Understanding MongoDB: BtreeCursor

Applicable to Mongo 2.4

MongoDB uses cursors to iterate over resultant documents from a query execution. There are cursor for document records and index records. MongoDB uses Btree to manage document indexes and uses class BtreeCursor to implement cursor management of indexes.

  • Code is under ./src/mongo/db/btreecursor.cpp.
  • class BtreeCursorImpl is implementation of class BtreeCursor
  • Cursor is initialized using BtreeCursorImpl( NamespaceDetails* a , int b, const IndexDetails& c )
  • A Btree bucket has ordered pairs of key=BSON(field) and value=DiskLoc of data record
  • Cursor iterates over each pair of <key, value=””>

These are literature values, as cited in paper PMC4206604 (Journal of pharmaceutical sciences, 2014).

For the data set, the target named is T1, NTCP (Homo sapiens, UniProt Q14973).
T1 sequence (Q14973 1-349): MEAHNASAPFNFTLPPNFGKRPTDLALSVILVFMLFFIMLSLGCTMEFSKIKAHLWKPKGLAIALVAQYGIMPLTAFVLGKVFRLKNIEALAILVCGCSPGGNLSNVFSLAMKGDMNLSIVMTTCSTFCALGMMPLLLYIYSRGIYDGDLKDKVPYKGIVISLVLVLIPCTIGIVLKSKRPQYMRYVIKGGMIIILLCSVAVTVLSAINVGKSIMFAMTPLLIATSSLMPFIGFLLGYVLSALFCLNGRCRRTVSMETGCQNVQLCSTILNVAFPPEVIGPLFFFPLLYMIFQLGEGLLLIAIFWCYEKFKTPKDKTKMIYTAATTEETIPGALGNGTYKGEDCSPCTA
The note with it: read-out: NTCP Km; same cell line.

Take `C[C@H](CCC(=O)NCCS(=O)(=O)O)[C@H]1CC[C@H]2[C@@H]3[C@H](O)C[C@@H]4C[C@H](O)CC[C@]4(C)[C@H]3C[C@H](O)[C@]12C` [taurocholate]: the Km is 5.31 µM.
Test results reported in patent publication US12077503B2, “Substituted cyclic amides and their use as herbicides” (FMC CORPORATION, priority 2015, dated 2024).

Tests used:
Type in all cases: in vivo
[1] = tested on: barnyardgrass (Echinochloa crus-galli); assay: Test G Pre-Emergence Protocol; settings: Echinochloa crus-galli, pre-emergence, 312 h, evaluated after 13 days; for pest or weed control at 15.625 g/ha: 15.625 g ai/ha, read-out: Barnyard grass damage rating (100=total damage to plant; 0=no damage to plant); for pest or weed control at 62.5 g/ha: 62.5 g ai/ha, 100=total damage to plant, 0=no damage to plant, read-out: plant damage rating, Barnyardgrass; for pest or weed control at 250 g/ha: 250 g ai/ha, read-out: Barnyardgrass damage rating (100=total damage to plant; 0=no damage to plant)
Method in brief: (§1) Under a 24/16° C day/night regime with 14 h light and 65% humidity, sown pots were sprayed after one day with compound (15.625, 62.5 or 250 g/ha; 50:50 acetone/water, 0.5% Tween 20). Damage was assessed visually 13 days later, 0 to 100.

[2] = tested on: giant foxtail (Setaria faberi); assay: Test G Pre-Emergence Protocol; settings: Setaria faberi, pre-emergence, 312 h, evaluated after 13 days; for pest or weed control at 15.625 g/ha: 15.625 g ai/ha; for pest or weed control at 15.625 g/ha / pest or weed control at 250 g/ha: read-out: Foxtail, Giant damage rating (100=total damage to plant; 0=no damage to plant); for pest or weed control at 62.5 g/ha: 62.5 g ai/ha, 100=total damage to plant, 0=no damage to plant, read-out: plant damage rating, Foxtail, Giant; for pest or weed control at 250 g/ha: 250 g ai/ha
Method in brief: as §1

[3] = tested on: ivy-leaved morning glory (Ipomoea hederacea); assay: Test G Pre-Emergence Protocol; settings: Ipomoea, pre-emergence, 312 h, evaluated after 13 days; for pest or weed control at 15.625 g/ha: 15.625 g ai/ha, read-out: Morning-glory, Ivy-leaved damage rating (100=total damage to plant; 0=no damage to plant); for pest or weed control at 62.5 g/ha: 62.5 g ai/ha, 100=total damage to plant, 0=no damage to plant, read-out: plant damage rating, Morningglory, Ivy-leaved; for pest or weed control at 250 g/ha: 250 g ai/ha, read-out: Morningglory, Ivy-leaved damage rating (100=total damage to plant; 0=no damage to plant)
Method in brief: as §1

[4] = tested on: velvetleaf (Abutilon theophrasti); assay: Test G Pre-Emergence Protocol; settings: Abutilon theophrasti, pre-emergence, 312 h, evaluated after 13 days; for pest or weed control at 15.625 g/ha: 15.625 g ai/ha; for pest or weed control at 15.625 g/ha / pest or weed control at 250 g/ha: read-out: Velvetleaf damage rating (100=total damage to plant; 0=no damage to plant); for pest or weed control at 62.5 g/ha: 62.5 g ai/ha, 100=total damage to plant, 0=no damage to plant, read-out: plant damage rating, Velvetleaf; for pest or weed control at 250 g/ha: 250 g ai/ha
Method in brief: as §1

• BtreeCursor requires implementation of the following:
    • locate a key and return its DiskLoc (_locate())
    • Return BSON(key) for a given offset keyofs (keyNode())
    • Move cursor in a backward/forward direction from a given key, offset (_advanceTo())
    • Since cached info about an index could get changed during iteration (checkLocation())



Mongo DB: Good to know things

  • Mongo DB is a No-SQL, free, open-source solution that is highly scalable, highly available and high performance solution.
  • Engine is coded in C++
  • Works in a client-server model
  • Major components:
    • mongod: The storage server
    • mongos: The sharding server
    • config server(s):
      • Stores metadata that accomplish sharding
      • Is actually a mongod process
  • Mongo provides write operations durability with journaling (write ahead logging)
  • User data is seen as a database of collection of records
    • Collection is roughly similar to a table in RDBMS
    • Record could be map to a row in a table (incorrect but helps understanding)
  • Mongo stores data in BSON format (on-wire and on-disk)